SYDNEY (Reuters) — Asian shares got a
welcome reprieve from selling on Wednesday as Wall Street steadied
and investors in emerging markets found some backbone, which took
some of the starch out of safe-haven bonds and the yen.
Still, the gains were modest and dealers cautioned that the mood
remained brittle and it would only take a poor U.S. payrolls report
on Friday to set the bears running again.
For now, the Nikkei <.N225> managed to rally 1.5 percent to 14,221
after a couple of days of punishing selling. But it faces stiff
resistance at the 200-day moving average of 14,425, while there is a
large gap to fill between Monday's close and Tuesday's opening.
The index had shed 14 percent since the start of the year following
last year's 50 percent boom.
MSCI's broadest index of Asia-Pacific shares outside Japan
<.MIAPJ0000PUS> eked out a 0.16 percent gain, while South Korea
added 0.5 percent <.KS11>.
On Wall Street, the Dow <.DJI> ended up 0.47 percent, while the S&P
500 <.SPX> added 0.76 percent and the Nasdaq <.IXIC> 0.86 percent.
The bounce helped pull MSCI's world index <.MIWD00000PUS> from its
lowest level since October.
Europe's top shares <.FTEU3> pared early losses to end 0.17 percent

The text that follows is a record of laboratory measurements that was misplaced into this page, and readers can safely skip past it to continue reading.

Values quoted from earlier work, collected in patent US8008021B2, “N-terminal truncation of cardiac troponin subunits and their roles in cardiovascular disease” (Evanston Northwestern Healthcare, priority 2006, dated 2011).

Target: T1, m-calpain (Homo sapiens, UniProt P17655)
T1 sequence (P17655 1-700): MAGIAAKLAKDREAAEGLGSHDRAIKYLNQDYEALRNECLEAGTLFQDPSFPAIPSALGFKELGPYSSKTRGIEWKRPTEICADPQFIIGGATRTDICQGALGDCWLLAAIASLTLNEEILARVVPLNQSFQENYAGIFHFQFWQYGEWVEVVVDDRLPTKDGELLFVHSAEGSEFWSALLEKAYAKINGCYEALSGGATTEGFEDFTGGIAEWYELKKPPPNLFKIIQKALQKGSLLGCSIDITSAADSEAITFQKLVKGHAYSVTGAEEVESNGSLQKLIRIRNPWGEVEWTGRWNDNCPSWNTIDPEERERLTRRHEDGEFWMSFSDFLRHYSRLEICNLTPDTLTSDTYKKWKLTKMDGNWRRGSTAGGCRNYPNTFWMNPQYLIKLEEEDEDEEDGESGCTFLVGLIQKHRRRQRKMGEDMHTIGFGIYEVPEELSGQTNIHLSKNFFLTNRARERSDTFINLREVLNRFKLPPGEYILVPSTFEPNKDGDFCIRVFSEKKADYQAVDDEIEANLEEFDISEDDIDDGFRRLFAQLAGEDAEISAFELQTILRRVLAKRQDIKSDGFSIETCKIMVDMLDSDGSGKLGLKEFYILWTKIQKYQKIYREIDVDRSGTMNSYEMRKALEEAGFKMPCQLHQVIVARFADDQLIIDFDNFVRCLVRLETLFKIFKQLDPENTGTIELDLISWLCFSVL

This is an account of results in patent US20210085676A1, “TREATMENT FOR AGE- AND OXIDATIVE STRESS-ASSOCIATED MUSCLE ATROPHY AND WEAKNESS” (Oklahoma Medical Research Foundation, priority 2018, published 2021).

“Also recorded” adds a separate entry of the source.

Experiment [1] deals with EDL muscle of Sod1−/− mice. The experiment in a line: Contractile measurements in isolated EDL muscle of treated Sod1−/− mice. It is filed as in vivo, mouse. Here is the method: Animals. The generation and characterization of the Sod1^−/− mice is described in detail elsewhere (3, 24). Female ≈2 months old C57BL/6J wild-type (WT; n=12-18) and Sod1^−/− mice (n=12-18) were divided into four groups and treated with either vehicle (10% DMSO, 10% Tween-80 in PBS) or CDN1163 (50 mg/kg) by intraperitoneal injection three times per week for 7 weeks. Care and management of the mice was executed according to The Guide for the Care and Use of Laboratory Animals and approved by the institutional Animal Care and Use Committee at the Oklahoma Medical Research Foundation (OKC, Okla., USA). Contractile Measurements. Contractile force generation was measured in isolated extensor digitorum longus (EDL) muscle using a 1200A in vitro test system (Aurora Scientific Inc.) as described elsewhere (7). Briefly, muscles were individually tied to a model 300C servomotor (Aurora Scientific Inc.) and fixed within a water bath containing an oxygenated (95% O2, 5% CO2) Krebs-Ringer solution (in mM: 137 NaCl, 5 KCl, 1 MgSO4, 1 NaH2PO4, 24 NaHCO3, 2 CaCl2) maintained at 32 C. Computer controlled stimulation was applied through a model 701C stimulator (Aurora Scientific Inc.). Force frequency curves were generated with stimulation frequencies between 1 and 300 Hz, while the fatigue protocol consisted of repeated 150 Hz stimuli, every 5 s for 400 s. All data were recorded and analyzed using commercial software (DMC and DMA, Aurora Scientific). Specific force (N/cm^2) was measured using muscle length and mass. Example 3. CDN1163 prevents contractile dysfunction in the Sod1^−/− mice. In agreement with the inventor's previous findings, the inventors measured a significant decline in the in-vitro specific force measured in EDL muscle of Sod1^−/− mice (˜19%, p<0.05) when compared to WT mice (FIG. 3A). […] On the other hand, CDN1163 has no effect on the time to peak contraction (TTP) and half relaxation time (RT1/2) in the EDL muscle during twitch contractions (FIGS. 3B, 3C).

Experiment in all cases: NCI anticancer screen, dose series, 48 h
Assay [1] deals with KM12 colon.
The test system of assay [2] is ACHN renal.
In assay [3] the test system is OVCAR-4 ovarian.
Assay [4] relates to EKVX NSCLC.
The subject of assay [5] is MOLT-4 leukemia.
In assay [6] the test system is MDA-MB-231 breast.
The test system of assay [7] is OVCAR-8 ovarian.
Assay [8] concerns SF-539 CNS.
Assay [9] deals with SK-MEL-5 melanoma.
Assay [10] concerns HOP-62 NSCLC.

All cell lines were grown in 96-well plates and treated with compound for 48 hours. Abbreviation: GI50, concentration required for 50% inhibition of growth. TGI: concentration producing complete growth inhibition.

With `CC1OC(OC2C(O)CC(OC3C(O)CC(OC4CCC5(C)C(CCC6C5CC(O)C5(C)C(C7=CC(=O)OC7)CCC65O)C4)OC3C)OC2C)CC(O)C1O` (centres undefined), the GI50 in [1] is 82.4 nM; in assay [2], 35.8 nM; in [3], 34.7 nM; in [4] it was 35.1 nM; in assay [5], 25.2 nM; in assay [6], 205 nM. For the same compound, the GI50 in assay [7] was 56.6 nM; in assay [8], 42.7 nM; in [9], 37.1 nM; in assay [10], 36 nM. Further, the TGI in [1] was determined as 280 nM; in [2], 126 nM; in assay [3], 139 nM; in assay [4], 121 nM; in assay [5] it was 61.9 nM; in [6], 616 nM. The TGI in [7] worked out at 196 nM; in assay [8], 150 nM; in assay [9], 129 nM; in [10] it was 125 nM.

The modest improvement in risk appetites led to a pullback in the
yen and Swiss franc, and a generally firmer U.S. dollar. The
greenback edged up to 101.58 yen, having found solid support at its
The euro eased a touch to $1.3515, still dogged by speculation that
the threat of deflation might nudge the European Central Bank into
easing policy at its meeting on Thursday.
The major mover in currencies was the Australian dollar which surged
after the country's central bank on Tuesday shut the door on further
rate cuts, citing a pick-up in housing and consumption and higher
than expected inflation.
The Aussie was enjoying the view at $0.8910 after climbing a steep 2
percent overnight. It also rallied sharply on the euro and yen as
speculators were forced to cut short positions in what had been a
very crowded trade.
The New Zealand dollar got its own boost when jobs data showed
strong employment growth for the fourth quarter of last year, adding
to the already considerable case for a hike in interest rates.
Currencies in emerging markets also bounced from recent lows with
the Turkish lira, Brazilian real and South African rand all gaining.
The pullback in safe havens saw U.S. 10-year Treasury yields shoved
up to 2.62 percent, from a low of 2.57 percent. Gold gave back some
ground to stand at $1,253.20 an ounce.
In commodities, prices for wheat were boosted by dry weather and
declining crop conditions in the United States, while soymeal and
corn were in high demand.
Broad gains in grains and natural gas lifted the Thomson
Reuters/Core Commodity Index <.TRJCRB> 1 percent, the biggest
one-day gain in nearly a month.
U.S. oil futures rose on bets on a reduced stockpile at a key
delivery point due to the start-up of a major pipeline. The March
NYMEX contract added 51 cents to $97.70 a barrel, while Brent crude
eased 4 cents to $106.00.